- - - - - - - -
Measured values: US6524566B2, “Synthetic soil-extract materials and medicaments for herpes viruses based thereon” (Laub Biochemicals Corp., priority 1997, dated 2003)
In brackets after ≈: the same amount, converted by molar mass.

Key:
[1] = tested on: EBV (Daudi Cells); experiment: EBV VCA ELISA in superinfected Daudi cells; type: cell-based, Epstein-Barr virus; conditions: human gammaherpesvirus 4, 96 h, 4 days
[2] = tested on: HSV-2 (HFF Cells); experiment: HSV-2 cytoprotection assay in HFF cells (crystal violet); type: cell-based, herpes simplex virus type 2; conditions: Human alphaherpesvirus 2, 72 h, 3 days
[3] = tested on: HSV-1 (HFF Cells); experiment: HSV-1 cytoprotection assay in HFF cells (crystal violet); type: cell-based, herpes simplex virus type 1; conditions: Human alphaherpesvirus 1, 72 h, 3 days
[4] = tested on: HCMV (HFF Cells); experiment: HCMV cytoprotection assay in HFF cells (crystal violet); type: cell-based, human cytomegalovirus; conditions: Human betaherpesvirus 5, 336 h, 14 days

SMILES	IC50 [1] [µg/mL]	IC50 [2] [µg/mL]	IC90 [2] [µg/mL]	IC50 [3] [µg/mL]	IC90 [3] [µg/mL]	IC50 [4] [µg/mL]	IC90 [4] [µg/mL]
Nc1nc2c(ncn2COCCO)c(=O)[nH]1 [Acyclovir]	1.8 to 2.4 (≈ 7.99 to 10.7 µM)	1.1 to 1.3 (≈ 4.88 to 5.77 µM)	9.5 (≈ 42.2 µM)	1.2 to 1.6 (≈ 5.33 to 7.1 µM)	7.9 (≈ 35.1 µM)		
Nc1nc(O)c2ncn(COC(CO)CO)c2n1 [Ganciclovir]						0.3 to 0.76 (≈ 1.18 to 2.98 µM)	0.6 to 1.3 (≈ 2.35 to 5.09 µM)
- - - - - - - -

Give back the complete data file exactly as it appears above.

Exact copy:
Measured values: US6524566B2, “Synthetic soil-extract materials and medicaments for herpes viruses based thereon” (Laub Biochemicals Corp., priority 1997, dated 2003)
In brackets after ≈: the same amount, converted by molar mass.

Key:
[1] = tested on: EBV (Daudi Cells); experiment: EBV VCA ELISA in superinfected Daudi cells; type: cell-based, Epstein-Barr virus; conditions: human gammaherpesvirus 4, 96 h, 4 days
[2] = tested on: HSV-2 (HFF Cells); experiment: HSV-2 cytoprotection assay in HFF cells (crystal violet); type: cell-based, herpes simplex virus type 2; conditions: Human alphaherpesvirus 2, 72 h, 3 days
[3] = tested on: HSV-1 (HFF Cells); experiment: HSV-1 cytoprotection assay in HFF cells (crystal violet); type: cell-based, herpes simplex virus type 1; conditions: Human alphaherpesvirus 1, 72 h, 3 days
[4] = tested on: HCMV (HFF Cells); experiment: HCMV cytoprotection assay in HFF cells (crystal violet); type: cell-based, human cytomegalovirus; conditions: Human betaherpesvirus 5, 336 h, 14 days

SMILES	IC50 [1] [µg/mL]	IC50 [2] [µg/mL]	IC90 [2] [µg/mL]	IC50 [3] [µg/mL]	IC90 [3] [µg/mL]	IC50 [4] [µg/mL]	IC90 [4] [µg/mL]
Nc1nc2c(ncn2COCCO)c(=O)[nH]1 [Acyclovir]	1.8 to 2.4 (≈ 7.99 to 10.7 µM)	1.1 to 1.3 (≈ 4.88 to 5.77 µM)	9.5 (≈ 42.2 µM)	1.2 to 1.6 (≈ 5.33 to 7.1 µM)	7.9 (≈ 35.1 µM)		
Nc1nc(O)c2ncn(COC(CO)CO)c2n1 [Ganciclovir]						0.3 to 0.76 (≈ 1.18 to 2.98 µM)	0.6 to 1.3 (≈ 2.35 to 5.09 µM)